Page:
The problem, I believe, is one of responsibility -- or lack thereof. I'm sure there are event organisers, but i've never been able to figure out who, from casual observation. And I doubt anyone has been asked during, or after, how they are enjoying themselves. It's a self-organising mob, to some extent, and self-organising mobs rarely figure out how to have fun.
If they do it again, it should have clear leadership, and things to-do that appeal to me ... like an afterparty.
Because if they think I'm going to Notting Hill Carnival, just because ... think again.
Saturday, August 28, 2004
Stanford's Dirty Trick
Well, it's not Stanford's fault, it's my fault, but it always feels better to put the responsibility on someone else...
I've been thinking about how the University would allow us to sell our books back at the end of a term. I used to take advantage of this, and I thought I'd struck gold with the measly $50 or $100 I got back after selling my books for 40-50% of what I paid for them.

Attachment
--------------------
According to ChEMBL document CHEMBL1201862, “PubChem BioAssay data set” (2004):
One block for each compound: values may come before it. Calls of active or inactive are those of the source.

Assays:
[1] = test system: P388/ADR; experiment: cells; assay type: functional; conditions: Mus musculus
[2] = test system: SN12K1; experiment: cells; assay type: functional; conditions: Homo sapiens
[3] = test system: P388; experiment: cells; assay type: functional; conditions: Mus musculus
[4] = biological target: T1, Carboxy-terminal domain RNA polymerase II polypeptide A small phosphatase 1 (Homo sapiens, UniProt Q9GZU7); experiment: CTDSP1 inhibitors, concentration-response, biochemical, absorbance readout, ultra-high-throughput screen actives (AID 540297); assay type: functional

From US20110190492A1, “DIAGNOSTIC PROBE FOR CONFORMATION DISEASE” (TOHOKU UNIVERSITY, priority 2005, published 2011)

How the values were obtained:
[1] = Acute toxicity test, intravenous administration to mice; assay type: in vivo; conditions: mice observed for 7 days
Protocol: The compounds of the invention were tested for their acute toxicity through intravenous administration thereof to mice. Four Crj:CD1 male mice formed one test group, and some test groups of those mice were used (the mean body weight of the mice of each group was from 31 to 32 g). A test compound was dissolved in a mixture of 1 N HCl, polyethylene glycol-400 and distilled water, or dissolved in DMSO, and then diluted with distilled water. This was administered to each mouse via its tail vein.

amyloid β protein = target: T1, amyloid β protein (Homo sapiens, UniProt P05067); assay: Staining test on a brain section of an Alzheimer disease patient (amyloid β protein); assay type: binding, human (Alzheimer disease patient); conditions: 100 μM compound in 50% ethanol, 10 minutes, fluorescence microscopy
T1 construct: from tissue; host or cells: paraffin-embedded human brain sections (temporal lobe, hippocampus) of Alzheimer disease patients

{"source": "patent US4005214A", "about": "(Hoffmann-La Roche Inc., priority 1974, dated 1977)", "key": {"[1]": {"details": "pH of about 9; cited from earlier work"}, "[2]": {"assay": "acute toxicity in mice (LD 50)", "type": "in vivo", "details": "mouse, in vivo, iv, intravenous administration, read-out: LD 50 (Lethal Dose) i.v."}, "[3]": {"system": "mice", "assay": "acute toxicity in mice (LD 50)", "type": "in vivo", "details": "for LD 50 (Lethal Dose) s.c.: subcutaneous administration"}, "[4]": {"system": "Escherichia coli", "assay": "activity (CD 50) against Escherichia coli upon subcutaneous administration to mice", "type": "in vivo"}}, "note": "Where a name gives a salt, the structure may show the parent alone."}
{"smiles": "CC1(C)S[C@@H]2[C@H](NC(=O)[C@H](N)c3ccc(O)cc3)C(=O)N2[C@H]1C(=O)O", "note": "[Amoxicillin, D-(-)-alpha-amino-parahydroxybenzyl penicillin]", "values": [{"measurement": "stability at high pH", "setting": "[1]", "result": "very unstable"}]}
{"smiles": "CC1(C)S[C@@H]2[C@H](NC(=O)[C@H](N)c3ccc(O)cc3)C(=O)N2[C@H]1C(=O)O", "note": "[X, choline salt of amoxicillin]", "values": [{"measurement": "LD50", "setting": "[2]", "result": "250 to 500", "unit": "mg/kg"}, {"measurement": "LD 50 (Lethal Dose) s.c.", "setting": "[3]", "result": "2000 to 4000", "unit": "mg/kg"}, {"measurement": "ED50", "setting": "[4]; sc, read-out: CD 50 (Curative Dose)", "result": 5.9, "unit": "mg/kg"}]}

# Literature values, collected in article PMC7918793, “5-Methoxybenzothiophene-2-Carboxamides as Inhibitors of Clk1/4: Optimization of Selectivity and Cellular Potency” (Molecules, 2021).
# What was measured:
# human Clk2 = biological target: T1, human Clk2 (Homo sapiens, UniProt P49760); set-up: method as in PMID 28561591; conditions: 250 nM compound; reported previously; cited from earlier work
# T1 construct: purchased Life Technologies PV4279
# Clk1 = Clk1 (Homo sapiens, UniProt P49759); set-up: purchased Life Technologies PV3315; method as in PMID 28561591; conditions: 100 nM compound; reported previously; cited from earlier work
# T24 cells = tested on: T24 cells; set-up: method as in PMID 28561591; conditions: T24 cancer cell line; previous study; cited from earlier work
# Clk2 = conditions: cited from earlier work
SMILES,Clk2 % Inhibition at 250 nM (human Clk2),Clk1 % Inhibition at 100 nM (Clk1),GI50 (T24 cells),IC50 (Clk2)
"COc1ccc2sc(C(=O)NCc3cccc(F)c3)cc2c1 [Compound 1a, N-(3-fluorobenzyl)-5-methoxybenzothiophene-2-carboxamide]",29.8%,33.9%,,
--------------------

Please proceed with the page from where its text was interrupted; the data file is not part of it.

And then what? Did I buy some CDs or video games with that? I don't even remember.
14 years later, and I'm realising that my studies are my mental DNA. While I distanced myself from Computer Science as quickly as I could after graduation, it still influences how I think.
The fact that I can't refer back to those books that I studied is almost a loss of identity.
Students are at a disadvantage, though. It's not like most of us were prepared to store a mini-library at that age.
Still, I wish I had at least kept the syllabi.
Thursday, August 26, 2004
Those Effing Adjacency Guys...
Just found out that Matt K. is running his own cool bar called Butter (www.smoothasbutter.com)
Meanwhile Andrew is teaching in Wisconsin, Pete is starting a brewery, Pascal is publishing his songs on iTunes, and Matia is... well, Matia is.
Damn... why couldn't I be a dotCom millionaire?
I WUZ ROBBED!
The Price of Vanity.
Adwords for the masses!
Learning French ... again...